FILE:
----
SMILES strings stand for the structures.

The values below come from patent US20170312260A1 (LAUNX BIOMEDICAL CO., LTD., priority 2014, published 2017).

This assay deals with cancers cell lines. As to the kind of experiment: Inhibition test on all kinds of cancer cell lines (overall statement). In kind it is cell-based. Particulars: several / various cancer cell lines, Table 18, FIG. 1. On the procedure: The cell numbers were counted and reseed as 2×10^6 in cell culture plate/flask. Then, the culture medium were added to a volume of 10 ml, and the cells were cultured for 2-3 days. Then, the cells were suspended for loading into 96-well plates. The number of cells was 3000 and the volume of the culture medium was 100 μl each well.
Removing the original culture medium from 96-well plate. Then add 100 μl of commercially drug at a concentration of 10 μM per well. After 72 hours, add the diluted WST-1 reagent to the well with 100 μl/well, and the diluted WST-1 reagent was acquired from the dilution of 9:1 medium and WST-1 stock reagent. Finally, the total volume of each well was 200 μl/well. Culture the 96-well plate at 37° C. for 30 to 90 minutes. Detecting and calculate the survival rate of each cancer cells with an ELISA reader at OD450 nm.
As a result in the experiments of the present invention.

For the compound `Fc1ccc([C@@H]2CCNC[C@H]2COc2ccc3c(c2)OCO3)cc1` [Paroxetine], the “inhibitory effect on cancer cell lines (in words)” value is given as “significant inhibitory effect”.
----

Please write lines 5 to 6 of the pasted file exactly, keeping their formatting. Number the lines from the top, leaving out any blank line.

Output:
As a result in the experiments of the present invention.

For the compound `Fc1ccc([C@@H]2CCNC[C@H]2COc2ccc3c(c2)OCO3)cc1` [Paroxetine], the “inhibitory effect on cancer cell lines (in words)” value is given as “significant inhibitory effect”.